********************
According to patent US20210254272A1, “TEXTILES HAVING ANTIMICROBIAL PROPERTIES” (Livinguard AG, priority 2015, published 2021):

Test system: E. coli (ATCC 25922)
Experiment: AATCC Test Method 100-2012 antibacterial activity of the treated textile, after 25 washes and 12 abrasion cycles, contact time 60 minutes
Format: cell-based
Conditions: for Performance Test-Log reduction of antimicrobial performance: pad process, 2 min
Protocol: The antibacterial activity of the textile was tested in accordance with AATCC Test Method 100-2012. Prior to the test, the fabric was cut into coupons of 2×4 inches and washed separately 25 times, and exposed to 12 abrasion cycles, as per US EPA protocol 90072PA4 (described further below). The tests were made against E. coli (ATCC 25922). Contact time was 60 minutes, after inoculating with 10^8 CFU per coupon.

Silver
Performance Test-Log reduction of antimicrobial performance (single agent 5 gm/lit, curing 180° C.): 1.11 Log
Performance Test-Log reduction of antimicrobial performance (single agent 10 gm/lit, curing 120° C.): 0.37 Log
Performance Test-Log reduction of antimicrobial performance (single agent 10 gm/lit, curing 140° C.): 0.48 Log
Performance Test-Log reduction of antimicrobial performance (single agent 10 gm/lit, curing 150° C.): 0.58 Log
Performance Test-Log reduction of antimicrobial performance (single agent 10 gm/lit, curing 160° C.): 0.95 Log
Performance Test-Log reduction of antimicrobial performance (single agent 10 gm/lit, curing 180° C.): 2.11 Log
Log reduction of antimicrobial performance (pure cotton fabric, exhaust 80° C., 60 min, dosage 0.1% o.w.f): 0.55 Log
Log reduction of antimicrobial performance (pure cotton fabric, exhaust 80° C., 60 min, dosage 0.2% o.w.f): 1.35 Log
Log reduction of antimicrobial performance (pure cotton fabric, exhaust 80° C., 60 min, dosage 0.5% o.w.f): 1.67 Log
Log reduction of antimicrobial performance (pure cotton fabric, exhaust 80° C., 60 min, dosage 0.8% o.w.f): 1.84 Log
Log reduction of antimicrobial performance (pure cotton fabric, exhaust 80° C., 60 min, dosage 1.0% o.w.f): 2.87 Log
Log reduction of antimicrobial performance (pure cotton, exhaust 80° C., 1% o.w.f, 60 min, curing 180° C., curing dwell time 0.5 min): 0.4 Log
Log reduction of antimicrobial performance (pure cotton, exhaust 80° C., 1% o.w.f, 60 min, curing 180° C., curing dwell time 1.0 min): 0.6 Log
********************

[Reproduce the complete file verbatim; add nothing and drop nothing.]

According to patent US20210254272A1, “TEXTILES HAVING ANTIMICROBIAL PROPERTIES” (Livinguard AG, priority 2015, published 2021):

Test system: E. coli (ATCC 25922)
Experiment: AATCC Test Method 100-2012 antibacterial activity of the treated textile, after 25 washes and 12 abrasion cycles, contact time 60 minutes
Format: cell-based
Conditions: for Performance Test-Log reduction of antimicrobial performance: pad process, 2 min
Protocol: The antibacterial activity of the textile was tested in accordance with AATCC Test Method 100-2012. Prior to the test, the fabric was cut into coupons of 2×4 inches and washed separately 25 times, and exposed to 12 abrasion cycles, as per US EPA protocol 90072PA4 (described further below). The tests were made against E. coli (ATCC 25922). Contact time was 60 minutes, after inoculating with 10^8 CFU per coupon.

Silver
Performance Test-Log reduction of antimicrobial performance (single agent 5 gm/lit, curing 180° C.): 1.11 Log
Performance Test-Log reduction of antimicrobial performance (single agent 10 gm/lit, curing 120° C.): 0.37 Log
Performance Test-Log reduction of antimicrobial performance (single agent 10 gm/lit, curing 140° C.): 0.48 Log
Performance Test-Log reduction of antimicrobial performance (single agent 10 gm/lit, curing 150° C.): 0.58 Log
Performance Test-Log reduction of antimicrobial performance (single agent 10 gm/lit, curing 160° C.): 0.95 Log
Performance Test-Log reduction of antimicrobial performance (single agent 10 gm/lit, curing 180° C.): 2.11 Log
Log reduction of antimicrobial performance (pure cotton fabric, exhaust 80° C., 60 min, dosage 0.1% o.w.f): 0.55 Log
Log reduction of antimicrobial performance (pure cotton fabric, exhaust 80° C., 60 min, dosage 0.2% o.w.f): 1.35 Log
Log reduction of antimicrobial performance (pure cotton fabric, exhaust 80° C., 60 min, dosage 0.5% o.w.f): 1.67 Log
Log reduction of antimicrobial performance (pure cotton fabric, exhaust 80° C., 60 min, dosage 0.8% o.w.f): 1.84 Log
Log reduction of antimicrobial performance (pure cotton fabric, exhaust 80° C., 60 min, dosage 1.0% o.w.f): 2.87 Log
Log reduction of antimicrobial performance (pure cotton, exhaust 80° C., 1% o.w.f, 60 min, curing 180° C., curing dwell time 0.5 min): 0.4 Log
Log reduction of antimicrobial performance (pure cotton, exhaust 80° C., 1% o.w.f, 60 min, curing 180° C., curing dwell time 1.0 min): 0.6 Log